The US entertainment cartel‘s latest wet dream, the Combating Online Infringement and Counterfeits Act (COICA), calls for a mandated government-run blacklist where domain name service (DNS), credit card processing, and online advertising are blocked from websites that infringe on the intellectual property rights of others. After unanimously passing the US Senate Judiciary Committee, this ill-conceived legislation will do nothing to stop the tech-savvy from infringing copyright but will do everything to block ordinary citizens from content their government deems inappropriate. Because even websites that publish infringing material may also publish material that’s constitutionally protected. Think WikiLeaks here, folks. If WikiLeaks is deemed to have published infringing material, access to all of WikiLeaks’ content would be denied. Or Canadian prescription drug websites that sell pharmaceuticals at lower costs. And some domains host thousands of individual websites (think WordPress.com). If just one of those sites publishes infringing material, all of the sites hosted on that domain are blacklisted and disconnected.
DemandProgress argues that the internet disconnection powers inherent in the bill could be used for just such political purposes, using the WikiLeaks scenario as an example. The activist group has a petition to stop the blacklist. A group of university professors have signed on to a letter in opposition to the legislation by David Post at Temple. “The Act, if enacted into law, would fundamentally alter US policy towards internet speech, and would set a dangerous precedent with potentially serious consequences for free expression and global internet freedom,” writes Post in his letter. Tim Berners-Lee, who invented the web itself, went so far as to call the proposed legislation a “blight” on the internet at a web conference at the Royal Society in London.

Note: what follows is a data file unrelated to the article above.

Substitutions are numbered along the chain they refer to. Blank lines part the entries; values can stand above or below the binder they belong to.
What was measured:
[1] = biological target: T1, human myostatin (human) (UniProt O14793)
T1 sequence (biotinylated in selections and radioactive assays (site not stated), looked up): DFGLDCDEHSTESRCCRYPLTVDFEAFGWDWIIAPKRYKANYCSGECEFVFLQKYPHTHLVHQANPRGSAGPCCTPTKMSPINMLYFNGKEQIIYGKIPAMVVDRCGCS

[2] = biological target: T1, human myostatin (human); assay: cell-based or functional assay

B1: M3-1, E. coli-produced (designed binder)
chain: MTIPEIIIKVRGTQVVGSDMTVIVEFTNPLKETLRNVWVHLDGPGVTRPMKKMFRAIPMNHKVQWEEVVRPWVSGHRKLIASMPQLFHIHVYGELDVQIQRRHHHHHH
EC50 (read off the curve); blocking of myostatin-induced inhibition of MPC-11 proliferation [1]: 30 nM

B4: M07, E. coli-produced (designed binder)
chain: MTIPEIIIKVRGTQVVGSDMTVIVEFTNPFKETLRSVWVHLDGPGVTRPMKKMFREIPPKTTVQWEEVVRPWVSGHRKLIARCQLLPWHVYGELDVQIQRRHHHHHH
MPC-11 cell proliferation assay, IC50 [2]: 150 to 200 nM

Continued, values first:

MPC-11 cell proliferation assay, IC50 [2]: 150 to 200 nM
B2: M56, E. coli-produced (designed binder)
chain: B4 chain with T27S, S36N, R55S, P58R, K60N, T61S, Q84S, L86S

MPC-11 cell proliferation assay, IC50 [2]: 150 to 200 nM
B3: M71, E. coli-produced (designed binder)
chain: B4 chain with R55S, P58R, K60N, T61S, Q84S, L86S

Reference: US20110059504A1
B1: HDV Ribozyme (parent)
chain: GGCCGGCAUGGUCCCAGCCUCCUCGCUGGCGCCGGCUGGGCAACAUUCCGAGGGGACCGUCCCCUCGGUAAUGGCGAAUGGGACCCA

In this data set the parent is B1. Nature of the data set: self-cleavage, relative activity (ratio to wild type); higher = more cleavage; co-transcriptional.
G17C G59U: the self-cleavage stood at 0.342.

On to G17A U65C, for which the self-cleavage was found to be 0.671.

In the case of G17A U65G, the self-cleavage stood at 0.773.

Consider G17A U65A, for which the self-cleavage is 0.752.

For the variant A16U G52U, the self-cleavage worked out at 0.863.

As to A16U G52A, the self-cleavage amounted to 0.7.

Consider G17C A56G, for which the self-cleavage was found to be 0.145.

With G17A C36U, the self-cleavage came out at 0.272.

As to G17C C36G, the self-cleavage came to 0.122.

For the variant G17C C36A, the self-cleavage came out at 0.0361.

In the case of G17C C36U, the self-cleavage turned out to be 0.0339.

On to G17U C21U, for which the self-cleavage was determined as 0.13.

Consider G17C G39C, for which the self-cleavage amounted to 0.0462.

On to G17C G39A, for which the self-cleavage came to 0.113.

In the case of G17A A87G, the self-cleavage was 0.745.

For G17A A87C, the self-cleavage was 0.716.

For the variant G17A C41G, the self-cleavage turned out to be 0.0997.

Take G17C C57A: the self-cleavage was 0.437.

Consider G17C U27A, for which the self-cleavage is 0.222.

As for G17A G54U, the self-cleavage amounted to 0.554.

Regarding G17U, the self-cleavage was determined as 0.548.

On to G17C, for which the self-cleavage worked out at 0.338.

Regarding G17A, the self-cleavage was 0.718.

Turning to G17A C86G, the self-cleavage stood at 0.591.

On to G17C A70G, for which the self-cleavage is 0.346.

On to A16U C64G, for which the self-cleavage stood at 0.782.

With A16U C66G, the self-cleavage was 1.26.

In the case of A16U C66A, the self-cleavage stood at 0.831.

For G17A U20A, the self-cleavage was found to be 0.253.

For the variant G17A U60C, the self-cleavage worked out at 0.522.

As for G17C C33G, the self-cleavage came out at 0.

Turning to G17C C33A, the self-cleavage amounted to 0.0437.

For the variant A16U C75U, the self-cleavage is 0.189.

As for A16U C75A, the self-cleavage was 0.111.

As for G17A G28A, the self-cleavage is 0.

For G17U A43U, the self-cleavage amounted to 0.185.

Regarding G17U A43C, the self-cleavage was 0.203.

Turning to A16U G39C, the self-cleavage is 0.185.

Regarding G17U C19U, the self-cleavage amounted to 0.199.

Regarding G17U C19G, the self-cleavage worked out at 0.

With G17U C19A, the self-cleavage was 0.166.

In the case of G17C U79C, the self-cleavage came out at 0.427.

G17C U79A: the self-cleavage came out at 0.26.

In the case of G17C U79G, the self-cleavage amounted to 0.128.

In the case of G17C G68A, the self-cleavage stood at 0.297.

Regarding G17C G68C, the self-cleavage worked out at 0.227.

Congratulations to the members of the Senate Judiciary Committee—you’ve blessed the Chinese approach to censoring the internet. We are now Turkey. And you’re too duplicitous to recognize this for what it is: The latest attempt by the entertainment cartel to eat their cake and have it too. The story’s as old as history (God bless Plato) but here’s a modern refresher. The cartel tried to eliminate the video cassette recorder (VCR) by going to the Supreme Court arguing to keep the “Boston Strangler” out of our living rooms. And again with the early .mp3 players. Then again with the analog hole (with breathtaking unoriginal language almost identical to that used against the VCR). Yet again with the commercial skipping digital video recorder (DVR). Oh, and remember the play for a mandatory broadcast flag. And finally, the Digital Millennium Copyright Act (DMCA).
Senator Patrick Leahy (D-Vermont) is the Judiciary chair and lead sponsor of COICA. The US Chamber of Commerce and other big business groups pressured Leahy to push the legislation through during the lame duck congressional session. Leahy, who certainly knows better and is usually on the correct side of these things, obliged the chamber.
It’s especially disappointing that both Minnesota senators, Amy Klobuchar and Al Franken, were among the 19 senators on the Judiciary Committee who voted in favor of COICA. Klobuchar and Franken both—but especially Al Franken—have been quite outspoken with regard to supporting an open internet. As Techdirt wrote in its coverage of the issue, “What’s really amazing is that many of the same senators have been speaking out against internet censorship in other countries, yet they happily vote to approve it here because it’s seen as a way to make many of their largest campaign contributors happy.” Franken may passionately support network neutrality (scroll down to second internet item), but having made himself a small fortune (and the entertainment cartel several large ones), he knows which side of his bread is buttered.
To the rescue comes Senator Ron Wyden (D-Oregon) who, in a Senate Finance Subcommittee hearing, pledged to block the legislation, when he said he’d “take the necessary steps to stop [COICA] from passing the United States Senate.” During his questioning, Wyden stated, “It seems to me that online copyright infringement is a legitimate problem, but it seems to me that COICA as written is the wrong medicine. Deploying this statute to combat online copyright infringement seems almost like using a bunker-busting cluster bomb when what you really need is a precision-guided missile. The collateral damage of this statute could be American innovation, American jobs, and a secure internet.”
Because of Wyden’s sole action, COICA will not likely pass the US Congress. At least not this year.